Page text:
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August 14, 2020

Track and Field | Colorado Buffalo Track Athlete Offers a bit of Advice

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I am an athlete that has played a multitude of sports; for me, track is unique and challenging. I find it to be a mental sport; you must have the mental toughness to participate, and if you don’t, then don’t waste your time. 

You must train your mind and body to accept a level of physical strife. You have a matter of minutes, sometimes seconds, to deliver. There is no next play or funky statistics to help decipher who played better. It’s very cut and dry- who can run the fastest on that given day. 

A #1 seed can come into nationals and clip a hurdle, creating an upset that no one saw coming. This mental game is what track athletes must master and then re-master every time they get behind the line. 

Tip One: 

The first piece of advice that I would give future recruits is you will have to fuel your body differently at the college level. Drinking water and limiting desserts isn’t enough. Not having parents around means you are on your own, and you have to figure out how you’re going to get healthy meals and snacks during and around your classes and practices.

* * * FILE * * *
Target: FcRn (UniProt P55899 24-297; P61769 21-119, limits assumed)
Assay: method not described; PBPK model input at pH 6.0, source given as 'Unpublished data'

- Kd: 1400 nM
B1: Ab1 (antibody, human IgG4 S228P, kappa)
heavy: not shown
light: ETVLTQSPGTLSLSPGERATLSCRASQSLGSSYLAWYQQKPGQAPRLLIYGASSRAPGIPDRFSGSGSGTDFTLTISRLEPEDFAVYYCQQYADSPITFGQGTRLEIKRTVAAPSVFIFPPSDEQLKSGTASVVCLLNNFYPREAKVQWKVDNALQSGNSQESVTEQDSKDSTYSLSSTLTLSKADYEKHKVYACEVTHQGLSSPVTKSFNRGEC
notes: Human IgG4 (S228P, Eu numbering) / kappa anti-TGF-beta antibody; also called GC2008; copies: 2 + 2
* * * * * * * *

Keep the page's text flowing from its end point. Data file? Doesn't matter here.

I would recommend you practice cooking a few healthy meals before you start college. This means eating well-balanced meals, including vegetables, protein, fruits, grains, and appropriate amounts of healthy fats. 

Tip Two:

Academically, I was lucky enough to attend a high school that had a structured plan to help students prepare for college. With this said, I would recommend that you master your organizational and management skills. Every year I invest in a cute planner who, in turn, becomes my child and mental savior. 

On the track, what has allowed me to be successful is my constant drive and eagerness to learn. I force myself to be a sponge soaking in all the tips that my coaches, teammates, and even competitors give me. As cliché as it sounds, I’ve learned to trust the process. 

I can relate to wanting to be the best right off the bat and be nationally known, but patience is a virtue. Everyone hits their peaks at different points. I’ve found excitement knowing that I am far from my best, far from leaving the legacy that I want to leave at Colorado. But I work very hard to achieve the goals I set for myself. 

The University of Colorado Boulder believed in me when I was an average sprinter coming out of high school. The coaching staff saw my potential that many schools overlooked. My coaches wanted to build with me, and they continue to demand more out of me, even when I think I have exhausted everything. We celebrate accomplishments, but only for a short time, then it’s back to the grind to conquer the next goal at hand. That’s the beauty of being a collegiate track athlete. That’s the beauty of being a Colorado Buffalo.